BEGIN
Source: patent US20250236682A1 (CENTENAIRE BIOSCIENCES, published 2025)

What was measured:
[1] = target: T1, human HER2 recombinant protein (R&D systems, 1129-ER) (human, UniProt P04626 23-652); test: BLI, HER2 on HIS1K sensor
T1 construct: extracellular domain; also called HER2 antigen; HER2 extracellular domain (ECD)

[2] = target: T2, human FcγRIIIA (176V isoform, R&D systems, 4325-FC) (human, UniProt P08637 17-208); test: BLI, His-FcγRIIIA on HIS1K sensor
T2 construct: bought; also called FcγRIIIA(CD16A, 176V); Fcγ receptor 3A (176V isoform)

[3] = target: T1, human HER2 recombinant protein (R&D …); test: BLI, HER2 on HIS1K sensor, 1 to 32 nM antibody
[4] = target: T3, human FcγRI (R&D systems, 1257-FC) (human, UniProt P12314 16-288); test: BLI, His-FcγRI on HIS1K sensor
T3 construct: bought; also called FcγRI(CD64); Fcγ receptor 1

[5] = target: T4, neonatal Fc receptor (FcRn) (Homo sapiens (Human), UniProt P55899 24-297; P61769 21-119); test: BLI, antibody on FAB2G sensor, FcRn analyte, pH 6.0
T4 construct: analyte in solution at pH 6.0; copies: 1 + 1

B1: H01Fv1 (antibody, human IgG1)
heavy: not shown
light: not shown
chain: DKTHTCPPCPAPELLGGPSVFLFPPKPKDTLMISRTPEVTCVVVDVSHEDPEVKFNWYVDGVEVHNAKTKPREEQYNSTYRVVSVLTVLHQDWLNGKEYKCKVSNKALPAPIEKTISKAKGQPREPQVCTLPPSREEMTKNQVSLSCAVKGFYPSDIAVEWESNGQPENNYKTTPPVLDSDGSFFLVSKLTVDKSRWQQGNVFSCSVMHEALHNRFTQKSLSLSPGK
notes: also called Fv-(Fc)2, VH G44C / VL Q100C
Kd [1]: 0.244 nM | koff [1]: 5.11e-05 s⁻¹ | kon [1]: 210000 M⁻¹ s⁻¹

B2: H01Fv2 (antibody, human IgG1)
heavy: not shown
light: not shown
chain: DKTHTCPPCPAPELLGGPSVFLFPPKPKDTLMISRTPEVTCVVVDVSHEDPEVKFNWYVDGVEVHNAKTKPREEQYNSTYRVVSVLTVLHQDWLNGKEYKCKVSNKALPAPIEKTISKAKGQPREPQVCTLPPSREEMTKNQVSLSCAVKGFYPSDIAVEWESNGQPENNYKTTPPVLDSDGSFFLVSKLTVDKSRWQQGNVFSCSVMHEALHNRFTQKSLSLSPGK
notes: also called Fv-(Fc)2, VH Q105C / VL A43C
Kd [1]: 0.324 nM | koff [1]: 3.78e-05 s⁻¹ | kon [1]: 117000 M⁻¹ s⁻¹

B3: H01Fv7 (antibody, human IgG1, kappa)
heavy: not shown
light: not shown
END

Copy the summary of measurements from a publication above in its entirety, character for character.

Source: patent US20250236682A1 (CENTENAIRE BIOSCIENCES, published 2025)

What was measured:
[1] = target: T1, human HER2 recombinant protein (R&D systems, 1129-ER) (human, UniProt P04626 23-652); test: BLI, HER2 on HIS1K sensor
T1 construct: extracellular domain; also called HER2 antigen; HER2 extracellular domain (ECD)

[2] = target: T2, human FcγRIIIA (176V isoform, R&D systems, 4325-FC) (human, UniProt P08637 17-208); test: BLI, His-FcγRIIIA on HIS1K sensor
T2 construct: bought; also called FcγRIIIA(CD16A, 176V); Fcγ receptor 3A (176V isoform)

[3] = target: T1, human HER2 recombinant protein (R&D …); test: BLI, HER2 on HIS1K sensor, 1 to 32 nM antibody
[4] = target: T3, human FcγRI (R&D systems, 1257-FC) (human, UniProt P12314 16-288); test: BLI, His-FcγRI on HIS1K sensor
T3 construct: bought; also called FcγRI(CD64); Fcγ receptor 1

[5] = target: T4, neonatal Fc receptor (FcRn) (Homo sapiens (Human), UniProt P55899 24-297; P61769 21-119); test: BLI, antibody on FAB2G sensor, FcRn analyte, pH 6.0
T4 construct: analyte in solution at pH 6.0; copies: 1 + 1

B1: H01Fv1 (antibody, human IgG1)
heavy: not shown
light: not shown
chain: DKTHTCPPCPAPELLGGPSVFLFPPKPKDTLMISRTPEVTCVVVDVSHEDPEVKFNWYVDGVEVHNAKTKPREEQYNSTYRVVSVLTVLHQDWLNGKEYKCKVSNKALPAPIEKTISKAKGQPREPQVCTLPPSREEMTKNQVSLSCAVKGFYPSDIAVEWESNGQPENNYKTTPPVLDSDGSFFLVSKLTVDKSRWQQGNVFSCSVMHEALHNRFTQKSLSLSPGK
notes: also called Fv-(Fc)2, VH G44C / VL Q100C
Kd [1]: 0.244 nM | koff [1]: 5.11e-05 s⁻¹ | kon [1]: 210000 M⁻¹ s⁻¹

B2: H01Fv2 (antibody, human IgG1)
heavy: not shown
light: not shown
chain: DKTHTCPPCPAPELLGGPSVFLFPPKPKDTLMISRTPEVTCVVVDVSHEDPEVKFNWYVDGVEVHNAKTKPREEQYNSTYRVVSVLTVLHQDWLNGKEYKCKVSNKALPAPIEKTISKAKGQPREPQVCTLPPSREEMTKNQVSLSCAVKGFYPSDIAVEWESNGQPENNYKTTPPVLDSDGSFFLVSKLTVDKSRWQQGNVFSCSVMHEALHNRFTQKSLSLSPGK
notes: also called Fv-(Fc)2, VH Q105C / VL A43C
Kd [1]: 0.324 nM | koff [1]: 3.78e-05 s⁻¹ | kon [1]: 117000 M⁻¹ s⁻¹

B3: H01Fv7 (antibody, human IgG1, kappa)
heavy: not shown
light: not shown